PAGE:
Mike and I were contemplating a care brochure or possible DVD but just did not get far enough down our chore list. I can think of no greater honor than to make sure our "Marlers" are still here 100 years from now. These are my opinions and observations and not Marler Guitar secrets. I therefore welcome any tips, tricks, reviews, do's, don'ts, and any suggestions from other owners.
Your Marler Guitar was made in New Mexico. Our climate is balanced but on the dry side. It would not be unusual for your guitar to go a bit "whacky" for a while as it re-acclimates to other climate conditions. I would strongly recommend a guitar humidifier to keep the wood moisture content balanced. I know Mike was starting to use the Planet Wave humidifier which went down into the sound hole held in place by the strings. Nothing ever touches the guitar. Make sure you only use "distilled" water go easy on re-moisturizing the device.
Forget trying to restring your guitar on your lap or on a towel and pillow on your kitchen table. You have invested big $$$ so invest a few more to have a safe work environment. These guitar tables and pads are a wise choice to keep your guitar in top shape while you maintain it. Great for re-stringing, polishing and cleaning. I got one like shown for about $65.00 and there is a FretRest Pad available for about half that amount.
Mike went through many sets of strings in the construction process of building a guitar. Strings on, adjust, strings off, calibrate, strings on, etc. Somewhere along the way I believe it was Todd Walker who turned Mike on to the Elixir Polyweb and Nanoweb strings. Mike's last several guitars for customers were strung with these strings unless they had a specific request.
Herein lies a bit of a mystery. Even though Mike preferred to string his later guitars with Elixir's he himself preferred John Pearse strings on his personal acoustic. I have Marler #25 strung with John Pearse strings and #89 with Elixirs. Just as I got them from Mike and I'll let you know if I can ever distinguish between what differences are guitar related or string related. Both are quality sets.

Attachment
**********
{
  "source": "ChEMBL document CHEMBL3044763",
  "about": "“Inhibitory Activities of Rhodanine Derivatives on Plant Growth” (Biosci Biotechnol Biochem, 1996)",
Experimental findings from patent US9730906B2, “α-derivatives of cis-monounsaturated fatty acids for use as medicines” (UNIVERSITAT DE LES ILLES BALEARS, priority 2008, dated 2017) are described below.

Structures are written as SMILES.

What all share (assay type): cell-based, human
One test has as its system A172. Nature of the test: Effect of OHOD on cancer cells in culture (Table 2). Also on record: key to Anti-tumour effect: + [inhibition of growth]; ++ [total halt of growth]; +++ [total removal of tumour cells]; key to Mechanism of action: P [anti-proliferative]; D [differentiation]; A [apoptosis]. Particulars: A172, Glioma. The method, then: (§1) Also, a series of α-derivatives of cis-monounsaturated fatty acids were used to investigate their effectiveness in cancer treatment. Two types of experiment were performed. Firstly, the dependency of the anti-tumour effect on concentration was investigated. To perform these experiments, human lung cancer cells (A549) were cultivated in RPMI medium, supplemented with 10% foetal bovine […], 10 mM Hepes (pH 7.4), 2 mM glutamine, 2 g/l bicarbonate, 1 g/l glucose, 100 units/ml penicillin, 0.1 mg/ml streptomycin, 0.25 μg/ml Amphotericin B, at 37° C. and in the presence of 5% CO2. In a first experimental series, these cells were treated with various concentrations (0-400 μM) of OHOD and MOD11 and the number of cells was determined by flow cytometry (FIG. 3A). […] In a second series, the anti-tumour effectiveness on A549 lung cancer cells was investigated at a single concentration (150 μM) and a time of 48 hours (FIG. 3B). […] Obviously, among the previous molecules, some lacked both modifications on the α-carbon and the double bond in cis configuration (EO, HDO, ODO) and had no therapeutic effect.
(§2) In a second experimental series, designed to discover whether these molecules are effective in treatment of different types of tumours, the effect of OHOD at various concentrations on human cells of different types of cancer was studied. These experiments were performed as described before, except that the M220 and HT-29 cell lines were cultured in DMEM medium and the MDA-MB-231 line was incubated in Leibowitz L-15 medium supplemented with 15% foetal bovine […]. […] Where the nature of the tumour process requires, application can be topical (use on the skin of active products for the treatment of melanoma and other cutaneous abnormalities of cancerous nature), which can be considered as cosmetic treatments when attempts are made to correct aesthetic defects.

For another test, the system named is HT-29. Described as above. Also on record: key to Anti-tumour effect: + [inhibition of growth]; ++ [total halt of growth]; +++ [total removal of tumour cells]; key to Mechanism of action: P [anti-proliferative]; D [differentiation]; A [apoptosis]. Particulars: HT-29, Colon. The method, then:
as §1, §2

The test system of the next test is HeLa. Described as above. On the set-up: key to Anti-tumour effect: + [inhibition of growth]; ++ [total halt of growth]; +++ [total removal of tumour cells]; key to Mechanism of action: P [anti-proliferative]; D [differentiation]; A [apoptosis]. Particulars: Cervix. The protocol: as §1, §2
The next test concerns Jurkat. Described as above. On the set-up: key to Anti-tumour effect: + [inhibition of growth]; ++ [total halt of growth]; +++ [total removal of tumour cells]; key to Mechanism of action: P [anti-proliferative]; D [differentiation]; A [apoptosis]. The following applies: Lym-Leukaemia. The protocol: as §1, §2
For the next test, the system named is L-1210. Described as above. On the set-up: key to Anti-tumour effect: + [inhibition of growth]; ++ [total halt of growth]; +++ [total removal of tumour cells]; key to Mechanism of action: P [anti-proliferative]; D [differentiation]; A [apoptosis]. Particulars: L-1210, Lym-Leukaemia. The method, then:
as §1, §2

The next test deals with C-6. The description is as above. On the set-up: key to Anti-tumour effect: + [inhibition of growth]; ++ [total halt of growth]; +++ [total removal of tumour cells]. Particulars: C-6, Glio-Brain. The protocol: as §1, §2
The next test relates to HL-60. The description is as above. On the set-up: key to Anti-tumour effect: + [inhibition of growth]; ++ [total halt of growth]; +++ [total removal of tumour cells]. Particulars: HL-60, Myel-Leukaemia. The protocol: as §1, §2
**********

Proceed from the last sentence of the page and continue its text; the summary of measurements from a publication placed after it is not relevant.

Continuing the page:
Your Marler Guitar has a nitrocelluose lacquer finish. It is durable however one of the most damaging aspects over time would be what you wipe it off with. Obviously towels and old t-shirts won't cut it but even the softest of polish cloths will put swirls in your finish. I strongly recommend what is called a "micro fiber" polish cloth. Many choices including Dunlop, Dean, Musicians Friends and others. Be sure to get a pretty good size cloth as well as getting more than one. They are durable and washable.
Stewart McDonald's Preservation Polish is an excellent Silicone Free Polish. It is considered a "luthiers choice" in that by not saturating the wood with silicones the instrument is easier to work on and do repairs on at a later date if necessary. Silicones will not allow glues and finishes to adhere to the wood once it has been saturated. It is recommended that all Silicone based polishes (which most are) not be used.
Polishing your instrument is one of the most important aspects of guitar care. Not only does this provide essential oils for the wood it also provides a protective barrier to resist unwanted finger oils and acids. Ever major manufacturer touts a guitar polish but I'm kind of a "gourmet" type. I recommend Dr. Ducks Ax/Wax for the fretboard portion of your guitar. It works on all other parts as well and is an organic type wax. A nice clean fretboard will do wonders for your playing, your tone is better from clean strings plus it just feels better.
The Clayton brand polish is some of the best for overall guitar body polish. It will replenish the woods in the guitar with oil, add a nice shine as well as give a protective barrier that resist liquids, finger oils and smoke contaminants. The smell is not overwhelming either. There are other good brands as well but stay away from abrasive "cleaner" type polishes, Windex or commercial cleaners. I recommend using polish sparingly but often and remember nothing is "slicker" than a well polished guitar. Handle properly and deliberately.
I just saw it last week in a band where every member had 30 plus years of experience or more. A nice acoustic (thank you... it wasn't a Marler) leaning up against an amp on stage. Live energy plus crowded stage... whoops, no, no, crash. The guitar case is the best protection for your guitar, on stage and off, or a good stage stand like an Ultimate is another must. Please do NOT loosen the strings for longer term storage and open the case for fresh air and frequent checks when possible.